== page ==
Donald Pittenger writes: Dear Blowhards -- Continuing the discussion of English illustrators specializing in transportation and military art (I wrote about Frank Wootton here), let's consider Terence Cuneo (1907-1996) whose work was so beloved in some circles that ... Princess Royal unveiling statue of Terence Cuneo in Waterloo Station Cuneo's drawing was more accurate than that of Wootton, but he sometimes got more hard-edge detailing into his paintings than suits my taste. Below are examples of his work beginning with a couple of train paintings -- the genre that led to his Waterloo Station statue. Gallery "Flying Scotsman" Steam engine emerging from shop I think it's a shop and not a train shed, but I might be mistaken. Both paintings avoid the excessive hard detailing I mentioned above. Sir Edward Heath Cuneo also painted portraits. I wonder who selected that blue suit -- the artist or Ted Heath himself. "First Air Post" Like Wootton, Cuneo did airplane illustrations. This depicts final preparations for the initial air mail flight by the RAF from England to the continent in 1918. "The Defense of Calais, 1940" Another Cuneo subject was combat scenes. This shows the British army's Queen Victoria Rifles fighting off German attacks on the Channel port that eventually fell just prior to the Dunkirk evacuations. An account is here. "The Snipe Action" (detail) This is a combat scene probably from the North Africa campaign, 1940-43. The quality of the reproduction isn't good, but offers some idea as to Cuneo's skillful, economical brushwork. "Bentleys at Le Mans, 1929" If Wootton could paint Bentleys (see link above), then Cuneo also could and did. The subject is the Bentley triumphant effort at Le Mans in 1929 where the marque claimed the first four places; race results are here. Cuneo and Wootton were contemporaries and in some respects competitors in that there was a fair amount of overlap in their subject matter. Wootton is best known for his airplanes and Cuneo (in Britain, at least) for his trains. From my standpoint, Cuneo is the better all-rounder thanks to his more accurate drawing, though both created very good paintings that made enjoyable viewing for fans of their genre. Later, Donald... posted by Donald at August 10, 2009 | perma-link | (2) comments

Sunday, August 9, 2009

Health Care Reform and the Golden Rule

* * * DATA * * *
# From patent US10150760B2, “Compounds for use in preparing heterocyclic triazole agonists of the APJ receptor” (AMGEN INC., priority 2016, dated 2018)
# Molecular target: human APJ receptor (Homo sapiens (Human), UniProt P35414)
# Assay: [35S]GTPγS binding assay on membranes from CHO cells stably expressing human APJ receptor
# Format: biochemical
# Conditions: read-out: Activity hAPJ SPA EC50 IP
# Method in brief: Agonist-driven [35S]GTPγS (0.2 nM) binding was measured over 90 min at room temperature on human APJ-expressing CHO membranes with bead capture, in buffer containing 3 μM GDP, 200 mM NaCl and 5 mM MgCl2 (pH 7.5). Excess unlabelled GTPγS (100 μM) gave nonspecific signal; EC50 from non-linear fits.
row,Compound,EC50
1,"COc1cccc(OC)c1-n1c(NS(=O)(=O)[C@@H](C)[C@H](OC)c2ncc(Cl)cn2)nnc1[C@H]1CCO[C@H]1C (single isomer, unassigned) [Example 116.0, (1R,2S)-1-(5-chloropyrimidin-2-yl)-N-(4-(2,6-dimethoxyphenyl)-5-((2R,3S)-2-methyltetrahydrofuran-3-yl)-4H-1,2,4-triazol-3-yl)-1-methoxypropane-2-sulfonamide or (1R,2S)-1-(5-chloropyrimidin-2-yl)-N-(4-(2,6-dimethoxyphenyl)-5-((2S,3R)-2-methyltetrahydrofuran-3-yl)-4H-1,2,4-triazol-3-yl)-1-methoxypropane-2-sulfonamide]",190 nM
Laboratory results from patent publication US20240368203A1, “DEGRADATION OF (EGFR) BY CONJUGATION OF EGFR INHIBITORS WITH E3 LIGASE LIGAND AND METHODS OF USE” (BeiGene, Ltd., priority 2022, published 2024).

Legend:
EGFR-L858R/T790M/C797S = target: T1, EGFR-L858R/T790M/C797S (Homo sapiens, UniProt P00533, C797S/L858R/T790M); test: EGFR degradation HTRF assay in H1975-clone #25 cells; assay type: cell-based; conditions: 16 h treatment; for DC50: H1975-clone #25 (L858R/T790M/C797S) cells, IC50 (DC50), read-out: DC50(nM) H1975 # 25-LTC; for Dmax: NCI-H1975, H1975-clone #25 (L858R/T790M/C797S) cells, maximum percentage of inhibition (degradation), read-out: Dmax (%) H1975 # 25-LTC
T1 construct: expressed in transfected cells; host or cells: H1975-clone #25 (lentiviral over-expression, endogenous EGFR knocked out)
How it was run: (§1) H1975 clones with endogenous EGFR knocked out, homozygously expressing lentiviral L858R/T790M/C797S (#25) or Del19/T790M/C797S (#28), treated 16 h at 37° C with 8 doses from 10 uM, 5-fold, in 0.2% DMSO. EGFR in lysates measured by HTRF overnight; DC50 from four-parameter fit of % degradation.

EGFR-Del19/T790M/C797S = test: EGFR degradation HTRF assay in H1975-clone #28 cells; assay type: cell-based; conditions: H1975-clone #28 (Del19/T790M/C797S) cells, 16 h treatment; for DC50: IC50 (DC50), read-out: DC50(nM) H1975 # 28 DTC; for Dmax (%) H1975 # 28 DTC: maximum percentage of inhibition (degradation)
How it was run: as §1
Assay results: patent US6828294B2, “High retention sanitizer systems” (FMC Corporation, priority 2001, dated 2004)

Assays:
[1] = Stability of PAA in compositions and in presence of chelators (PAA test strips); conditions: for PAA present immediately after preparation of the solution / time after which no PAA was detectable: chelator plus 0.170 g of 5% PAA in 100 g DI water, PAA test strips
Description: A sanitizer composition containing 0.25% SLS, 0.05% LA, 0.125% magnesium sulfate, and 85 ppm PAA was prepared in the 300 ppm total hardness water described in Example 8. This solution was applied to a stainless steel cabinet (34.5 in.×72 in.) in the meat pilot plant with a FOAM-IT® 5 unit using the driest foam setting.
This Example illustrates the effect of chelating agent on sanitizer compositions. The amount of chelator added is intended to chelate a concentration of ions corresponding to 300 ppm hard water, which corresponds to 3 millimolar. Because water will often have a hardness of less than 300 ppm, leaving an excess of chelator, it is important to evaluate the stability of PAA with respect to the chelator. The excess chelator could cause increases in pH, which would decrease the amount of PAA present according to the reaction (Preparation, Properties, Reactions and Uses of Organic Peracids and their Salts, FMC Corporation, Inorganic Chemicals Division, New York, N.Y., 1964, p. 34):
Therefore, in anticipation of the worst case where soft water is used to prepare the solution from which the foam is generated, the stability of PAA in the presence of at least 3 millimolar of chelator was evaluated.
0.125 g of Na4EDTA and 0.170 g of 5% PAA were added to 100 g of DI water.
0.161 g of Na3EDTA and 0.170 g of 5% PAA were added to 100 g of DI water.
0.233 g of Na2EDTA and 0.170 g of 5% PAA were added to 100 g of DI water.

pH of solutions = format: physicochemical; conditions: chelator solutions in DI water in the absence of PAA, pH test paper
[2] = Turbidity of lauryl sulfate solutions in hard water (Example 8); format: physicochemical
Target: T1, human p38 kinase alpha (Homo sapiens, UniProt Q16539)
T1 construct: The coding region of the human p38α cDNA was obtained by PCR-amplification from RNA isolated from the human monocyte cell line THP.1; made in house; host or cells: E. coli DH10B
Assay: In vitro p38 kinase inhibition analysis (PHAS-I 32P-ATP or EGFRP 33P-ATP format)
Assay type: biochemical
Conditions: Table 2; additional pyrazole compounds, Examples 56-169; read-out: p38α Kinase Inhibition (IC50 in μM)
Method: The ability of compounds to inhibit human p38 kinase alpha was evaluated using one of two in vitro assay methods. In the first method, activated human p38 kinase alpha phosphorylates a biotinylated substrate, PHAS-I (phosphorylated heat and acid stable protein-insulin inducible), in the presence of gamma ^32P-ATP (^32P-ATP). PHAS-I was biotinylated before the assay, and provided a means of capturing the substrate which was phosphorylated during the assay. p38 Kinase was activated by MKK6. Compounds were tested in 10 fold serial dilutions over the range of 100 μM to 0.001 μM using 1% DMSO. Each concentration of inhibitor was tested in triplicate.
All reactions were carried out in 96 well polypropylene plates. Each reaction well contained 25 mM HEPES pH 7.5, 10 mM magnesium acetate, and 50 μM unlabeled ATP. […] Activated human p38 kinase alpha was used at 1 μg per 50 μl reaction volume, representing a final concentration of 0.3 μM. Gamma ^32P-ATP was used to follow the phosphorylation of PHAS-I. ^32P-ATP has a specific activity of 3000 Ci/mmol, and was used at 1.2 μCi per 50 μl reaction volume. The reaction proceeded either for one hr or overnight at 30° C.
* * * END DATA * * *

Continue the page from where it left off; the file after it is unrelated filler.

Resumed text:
Friedrich von Blowhard writes: Dear Blowhards, I happen to be in the process of reading Thomas Ferguson’s">Golden Rule: The Investment Theory of Party Competition and the Logic of Money-Driven Political Systems (1995, University of Chicago Press). The title’s a mouthful, I grant, but it’s a pretty interesting book. But as a consequence, when I picked up the L.A. Times today, and my eye fell on a column discussing healthcare reform (“Healthcare debate framed by fear-mongering ads” by David Lazarus), my recent reading of Mr. Ferguson sent off a few sparks. Mr. Lazarus in the L.A. Times says: …a key problem here is that most of us aren’t taking the time to understand the various parts of this admittedly complex equation. Instead, we’re leaving it to interest groups to call the shots, and the debate has devolved into a pathetic shouting match between partisan camps. This certainly struck a chord with what I had very recently read in Golden Rule. To briefly summarize, Mr. Ferguson begins his discussion of the 'investment theory' of politics by quoting Anthony Downs on the prohibitively high cost of gathering the information necessary for the ordinary voter to meaningfully participate in the political process: “The expense of political awareness is so great that no citizen can afford to bear it in every policy area, even if by doing so he could discover places where his intervention would reap large profits.” Mr. Ferguson then goes on to argue that: …in a political system like that of the United States, where even highly motivated voters face comparatively enormous costs when they attempt to acquire, evaluate, and act upon political information, effective electoral control of the government process by voters becomes most unlikely. He continues by asking: …if ordinary voters can’t afford to invest [the necessary large sums required to first understand what's at stake and then to influence] American political parties, then who can? And by virtue of their unique status, do not these “big ticket” investors automatically become the real masters of the political system? Mr. Ferguson explains that such big ticket investors normally amount to businessmen who can draw on corporate resources to pay for political activity and who have a large financial stake in the outcome that justifies the expenditure (unlike the Average Joe). This ‘mastery’ of the political system by large investors does not, of course, imply that voters are irrelevant. But according to Mr. Ferguson: …in situations where information is costly, abstention is possible, and entry into politics through either new parties or existing organizations is expensive and often dangerous…large investors try to assemble the votes they need by making very limited appeals to particular segments of the potential electorate. If it pays some other bloc of major investors to advertise and mobilize, these appeals [will] be vigorously contested… Gee, that “vigorously contested” sounds a lot like, um, what’s been going on in Florida. It has dawned on me that it would be of nice to have a detailed explanation of who... posted by Friedrich at August 9, 2009 | perma-link | (23) comments